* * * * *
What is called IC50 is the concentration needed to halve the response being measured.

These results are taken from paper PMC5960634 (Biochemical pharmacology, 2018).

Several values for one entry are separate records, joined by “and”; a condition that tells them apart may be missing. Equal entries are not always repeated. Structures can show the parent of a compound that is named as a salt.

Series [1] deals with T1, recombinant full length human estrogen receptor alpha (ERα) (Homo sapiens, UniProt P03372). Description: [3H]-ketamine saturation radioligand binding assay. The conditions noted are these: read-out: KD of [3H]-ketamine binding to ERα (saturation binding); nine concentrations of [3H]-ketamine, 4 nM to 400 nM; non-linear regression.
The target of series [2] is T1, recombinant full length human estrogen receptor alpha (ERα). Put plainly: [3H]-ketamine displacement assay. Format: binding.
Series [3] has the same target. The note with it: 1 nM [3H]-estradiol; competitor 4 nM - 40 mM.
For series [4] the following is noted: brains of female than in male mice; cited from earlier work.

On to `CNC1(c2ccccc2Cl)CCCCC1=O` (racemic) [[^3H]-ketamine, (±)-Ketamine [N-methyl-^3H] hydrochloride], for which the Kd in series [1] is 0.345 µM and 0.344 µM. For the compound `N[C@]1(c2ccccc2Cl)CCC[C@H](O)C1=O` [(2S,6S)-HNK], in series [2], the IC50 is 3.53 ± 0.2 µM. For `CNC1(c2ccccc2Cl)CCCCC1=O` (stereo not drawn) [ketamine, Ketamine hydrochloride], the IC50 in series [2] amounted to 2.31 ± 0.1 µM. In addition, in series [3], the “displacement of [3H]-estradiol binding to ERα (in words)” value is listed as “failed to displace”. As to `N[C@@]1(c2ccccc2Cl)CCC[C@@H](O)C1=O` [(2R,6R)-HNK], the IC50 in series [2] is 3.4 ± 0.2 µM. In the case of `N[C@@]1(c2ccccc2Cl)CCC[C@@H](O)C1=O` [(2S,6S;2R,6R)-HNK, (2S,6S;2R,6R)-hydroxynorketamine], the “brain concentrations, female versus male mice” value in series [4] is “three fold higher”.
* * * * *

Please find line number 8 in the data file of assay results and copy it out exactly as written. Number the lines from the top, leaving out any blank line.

On to `CNC1(c2ccccc2Cl)CCCCC1=O` (racemic) [[^3H]-ketamine, (±)-Ketamine [N-methyl-^3H] hydrochloride], for which the Kd in series [1] is 0.345 µM and 0.344 µM. For the compound `N[C@]1(c2ccccc2Cl)CCC[C@H](O)C1=O` [(2S,6S)-HNK], in series [2], the IC50 is 3.53 ± 0.2 µM. For `CNC1(c2ccccc2Cl)CCCCC1=O` (stereo not drawn) [ketamine, Ketamine hydrochloride], the IC50 in series [2] amounted to 2.31 ± 0.1 µM. In addition, in series [3], the “displacement of [3H]-estradiol binding to ERα (in words)” value is listed as “failed to displace”. As to `N[C@@]1(c2ccccc2Cl)CCC[C@@H](O)C1=O` [(2R,6R)-HNK], the IC50 in series [2] is 3.4 ± 0.2 µM. In the case of `N[C@@]1(c2ccccc2Cl)CCC[C@@H](O)C1=O` [(2S,6S;2R,6R)-HNK, (2S,6S;2R,6R)-hydroxynorketamine], the “brain concentrations, female versus male mice” value in series [4] is “three fold higher”.